One of my colleagues, professor Hiroto Kobayashi (also here), took on a project this summer that brought together students from harvard university and keio to build a community gathering place in minami san-riku. the group i worked with was based in kesennuma which is a bit further north, but the...


  • a lazy entry

    in celebration of the new blog system i should be writing something dramatic but am going to use the space to follow up on a previous post. Over the summer the students in all the programs at keio went off to carry out projects all over the place.  a large group went to the congo, some went...


  • cleaning up

    We are near the end of a very busy term.  Because we lost a month of classes as a result of the blackouts all of the courses ended up being very compressed, and with our school heavily focused on events in Tohoku and elsewhere the students were also asked to take on a fair amount of extra...


  • Redesigning The Japanese Economy

    Nothing like a public deadline to spur creativity! A group of professors and students will be presenting work in progress on the projects they have undertaken in response to the Tohoku disaster.  As part of that the students from this studio are going to put up simple boards to show off...


  • a small side project

    You are probably wondering about the fish. The fish are part of a small side project the lab is working on in the city of Kesenuma. You probably saw it on the news.  It's the city that had a massive boat sitting on a street instead of in the water.  The city is struggling to recover...


  • The Secret School; or A different way to train architects (maybe)

    Keio University was founded 150 years ago by a fellow named Yukichi Fukuzawa.  Everyone knows him.  He changed the culture of the country and is even on the 10,000 (about $100) yen note.  Which is cool. But nobody knows about the architecture school.  We are somehow flying...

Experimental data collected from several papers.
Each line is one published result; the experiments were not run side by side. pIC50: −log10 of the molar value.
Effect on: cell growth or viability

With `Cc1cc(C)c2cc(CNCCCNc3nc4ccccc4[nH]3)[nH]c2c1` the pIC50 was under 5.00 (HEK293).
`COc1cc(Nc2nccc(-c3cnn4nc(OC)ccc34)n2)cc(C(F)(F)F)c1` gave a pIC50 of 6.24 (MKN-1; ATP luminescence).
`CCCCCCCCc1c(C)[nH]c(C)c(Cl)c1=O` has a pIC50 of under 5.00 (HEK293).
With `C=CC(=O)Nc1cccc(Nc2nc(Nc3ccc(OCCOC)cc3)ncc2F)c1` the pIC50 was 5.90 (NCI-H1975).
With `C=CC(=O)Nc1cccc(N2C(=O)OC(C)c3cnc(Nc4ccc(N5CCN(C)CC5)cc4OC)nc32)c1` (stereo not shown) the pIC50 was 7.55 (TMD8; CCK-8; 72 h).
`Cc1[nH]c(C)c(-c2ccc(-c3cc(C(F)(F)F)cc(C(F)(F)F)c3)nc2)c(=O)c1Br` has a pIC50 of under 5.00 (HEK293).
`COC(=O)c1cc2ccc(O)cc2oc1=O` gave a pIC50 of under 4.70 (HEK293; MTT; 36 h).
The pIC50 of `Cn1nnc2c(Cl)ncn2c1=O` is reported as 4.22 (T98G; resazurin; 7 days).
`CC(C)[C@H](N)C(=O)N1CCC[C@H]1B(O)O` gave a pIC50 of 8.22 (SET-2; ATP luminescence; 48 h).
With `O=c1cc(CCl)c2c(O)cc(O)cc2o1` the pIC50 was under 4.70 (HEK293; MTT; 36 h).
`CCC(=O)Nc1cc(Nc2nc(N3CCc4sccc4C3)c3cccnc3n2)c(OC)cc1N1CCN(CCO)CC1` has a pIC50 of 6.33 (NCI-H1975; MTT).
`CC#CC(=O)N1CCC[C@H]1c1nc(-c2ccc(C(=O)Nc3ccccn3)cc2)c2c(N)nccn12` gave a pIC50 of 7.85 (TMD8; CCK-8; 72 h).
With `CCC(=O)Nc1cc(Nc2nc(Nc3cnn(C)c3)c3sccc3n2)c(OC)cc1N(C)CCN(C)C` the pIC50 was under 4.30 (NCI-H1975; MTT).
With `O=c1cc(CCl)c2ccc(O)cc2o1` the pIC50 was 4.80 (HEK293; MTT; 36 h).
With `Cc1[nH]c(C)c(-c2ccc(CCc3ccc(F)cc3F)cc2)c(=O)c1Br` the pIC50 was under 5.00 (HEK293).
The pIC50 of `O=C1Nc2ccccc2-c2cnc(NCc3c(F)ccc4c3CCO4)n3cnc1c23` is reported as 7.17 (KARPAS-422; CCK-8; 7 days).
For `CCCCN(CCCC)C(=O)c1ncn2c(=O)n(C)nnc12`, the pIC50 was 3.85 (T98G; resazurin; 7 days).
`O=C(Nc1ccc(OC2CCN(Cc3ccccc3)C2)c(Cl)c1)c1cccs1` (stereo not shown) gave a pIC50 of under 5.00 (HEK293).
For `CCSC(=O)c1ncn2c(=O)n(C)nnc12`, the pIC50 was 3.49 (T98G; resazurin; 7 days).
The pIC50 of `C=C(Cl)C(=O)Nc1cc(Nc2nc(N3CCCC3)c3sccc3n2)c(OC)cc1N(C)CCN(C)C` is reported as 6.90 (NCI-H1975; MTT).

• dealing with disaster

    This is a first stab at making a school blog using the firm profile system.  Cheers to Paul for letting me try it out.  Fingers crossed... Recently a well-known disaster response organizer let me know that right now no one outside of Japan is interested in the earthquake, the tsunami...


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About this Blog

keio university's architecture program is probably the best kept secret in the country. Hidden away on a campus an hour from tokyo the curriculum is wide open and connected to a campus-wide project aimed at dealing with climate change and innovation. students of economics can take courses in architecture and vice versa but we all are expected to take part in real projects somewhere in the world. there are a few starchitects on the faculty but mostly we are focused on making a difference.